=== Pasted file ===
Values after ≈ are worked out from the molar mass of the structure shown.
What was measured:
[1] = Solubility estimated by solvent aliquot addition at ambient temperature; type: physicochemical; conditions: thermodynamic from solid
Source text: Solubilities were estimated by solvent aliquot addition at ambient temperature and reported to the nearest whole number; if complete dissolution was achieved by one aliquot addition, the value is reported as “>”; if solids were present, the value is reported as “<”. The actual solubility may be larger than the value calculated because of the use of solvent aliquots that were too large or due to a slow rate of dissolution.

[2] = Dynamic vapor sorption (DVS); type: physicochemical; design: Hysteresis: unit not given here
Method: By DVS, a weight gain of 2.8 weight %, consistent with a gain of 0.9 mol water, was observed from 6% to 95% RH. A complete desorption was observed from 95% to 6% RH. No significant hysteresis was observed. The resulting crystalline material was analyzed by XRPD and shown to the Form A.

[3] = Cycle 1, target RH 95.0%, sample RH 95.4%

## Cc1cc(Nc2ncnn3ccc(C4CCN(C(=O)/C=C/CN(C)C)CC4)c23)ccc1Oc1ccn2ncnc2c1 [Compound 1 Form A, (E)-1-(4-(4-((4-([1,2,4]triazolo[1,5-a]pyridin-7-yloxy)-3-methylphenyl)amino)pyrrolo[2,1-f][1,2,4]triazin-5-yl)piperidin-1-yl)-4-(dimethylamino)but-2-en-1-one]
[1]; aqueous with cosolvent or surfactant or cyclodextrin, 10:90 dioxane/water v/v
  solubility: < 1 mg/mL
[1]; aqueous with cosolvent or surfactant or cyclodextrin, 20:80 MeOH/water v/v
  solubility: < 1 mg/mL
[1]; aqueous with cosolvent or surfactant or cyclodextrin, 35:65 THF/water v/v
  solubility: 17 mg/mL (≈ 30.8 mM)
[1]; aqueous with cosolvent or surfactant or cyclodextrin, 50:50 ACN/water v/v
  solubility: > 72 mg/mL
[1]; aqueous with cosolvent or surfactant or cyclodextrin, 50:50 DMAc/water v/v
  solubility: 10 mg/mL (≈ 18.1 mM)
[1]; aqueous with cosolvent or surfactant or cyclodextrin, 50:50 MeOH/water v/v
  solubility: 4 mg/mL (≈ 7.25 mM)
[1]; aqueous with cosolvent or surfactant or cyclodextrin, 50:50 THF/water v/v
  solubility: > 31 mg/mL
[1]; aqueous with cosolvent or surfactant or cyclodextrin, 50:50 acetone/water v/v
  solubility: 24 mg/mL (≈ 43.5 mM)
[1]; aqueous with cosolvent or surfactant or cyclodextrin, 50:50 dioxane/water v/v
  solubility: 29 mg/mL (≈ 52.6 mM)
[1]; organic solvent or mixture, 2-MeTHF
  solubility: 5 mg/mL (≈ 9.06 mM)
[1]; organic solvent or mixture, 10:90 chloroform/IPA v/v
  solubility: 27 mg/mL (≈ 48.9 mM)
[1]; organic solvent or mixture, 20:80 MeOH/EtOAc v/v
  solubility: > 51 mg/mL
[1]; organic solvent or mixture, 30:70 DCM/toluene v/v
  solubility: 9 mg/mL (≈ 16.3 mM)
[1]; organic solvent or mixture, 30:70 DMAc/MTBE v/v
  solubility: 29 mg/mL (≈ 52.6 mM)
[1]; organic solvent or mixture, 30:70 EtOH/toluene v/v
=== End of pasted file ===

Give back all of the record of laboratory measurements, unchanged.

Values after ≈ are worked out from the molar mass of the structure shown.
What was measured:
[1] = Solubility estimated by solvent aliquot addition at ambient temperature; type: physicochemical; conditions: thermodynamic from solid
Source text: Solubilities were estimated by solvent aliquot addition at ambient temperature and reported to the nearest whole number; if complete dissolution was achieved by one aliquot addition, the value is reported as “>”; if solids were present, the value is reported as “<”. The actual solubility may be larger than the value calculated because of the use of solvent aliquots that were too large or due to a slow rate of dissolution.

[2] = Dynamic vapor sorption (DVS); type: physicochemical; design: Hysteresis: unit not given here
Method: By DVS, a weight gain of 2.8 weight %, consistent with a gain of 0.9 mol water, was observed from 6% to 95% RH. A complete desorption was observed from 95% to 6% RH. No significant hysteresis was observed. The resulting crystalline material was analyzed by XRPD and shown to the Form A.

[3] = Cycle 1, target RH 95.0%, sample RH 95.4%

## Cc1cc(Nc2ncnn3ccc(C4CCN(C(=O)/C=C/CN(C)C)CC4)c23)ccc1Oc1ccn2ncnc2c1 [Compound 1 Form A, (E)-1-(4-(4-((4-([1,2,4]triazolo[1,5-a]pyridin-7-yloxy)-3-methylphenyl)amino)pyrrolo[2,1-f][1,2,4]triazin-5-yl)piperidin-1-yl)-4-(dimethylamino)but-2-en-1-one]
[1]; aqueous with cosolvent or surfactant or cyclodextrin, 10:90 dioxane/water v/v
  solubility: < 1 mg/mL
[1]; aqueous with cosolvent or surfactant or cyclodextrin, 20:80 MeOH/water v/v
  solubility: < 1 mg/mL
[1]; aqueous with cosolvent or surfactant or cyclodextrin, 35:65 THF/water v/v
  solubility: 17 mg/mL (≈ 30.8 mM)
[1]; aqueous with cosolvent or surfactant or cyclodextrin, 50:50 ACN/water v/v
  solubility: > 72 mg/mL
[1]; aqueous with cosolvent or surfactant or cyclodextrin, 50:50 DMAc/water v/v
  solubility: 10 mg/mL (≈ 18.1 mM)
[1]; aqueous with cosolvent or surfactant or cyclodextrin, 50:50 MeOH/water v/v
  solubility: 4 mg/mL (≈ 7.25 mM)
[1]; aqueous with cosolvent or surfactant or cyclodextrin, 50:50 THF/water v/v
  solubility: > 31 mg/mL
[1]; aqueous with cosolvent or surfactant or cyclodextrin, 50:50 acetone/water v/v
  solubility: 24 mg/mL (≈ 43.5 mM)
[1]; aqueous with cosolvent or surfactant or cyclodextrin, 50:50 dioxane/water v/v
  solubility: 29 mg/mL (≈ 52.6 mM)
[1]; organic solvent or mixture, 2-MeTHF
  solubility: 5 mg/mL (≈ 9.06 mM)
[1]; organic solvent or mixture, 10:90 chloroform/IPA v/v
  solubility: 27 mg/mL (≈ 48.9 mM)
[1]; organic solvent or mixture, 20:80 MeOH/EtOAc v/v
  solubility: > 51 mg/mL
[1]; organic solvent or mixture, 30:70 DCM/toluene v/v
  solubility: 9 mg/mL (≈ 16.3 mM)
[1]; organic solvent or mixture, 30:70 DMAc/MTBE v/v
  solubility: 29 mg/mL (≈ 52.6 mM)
[1]; organic solvent or mixture, 30:70 EtOH/toluene v/v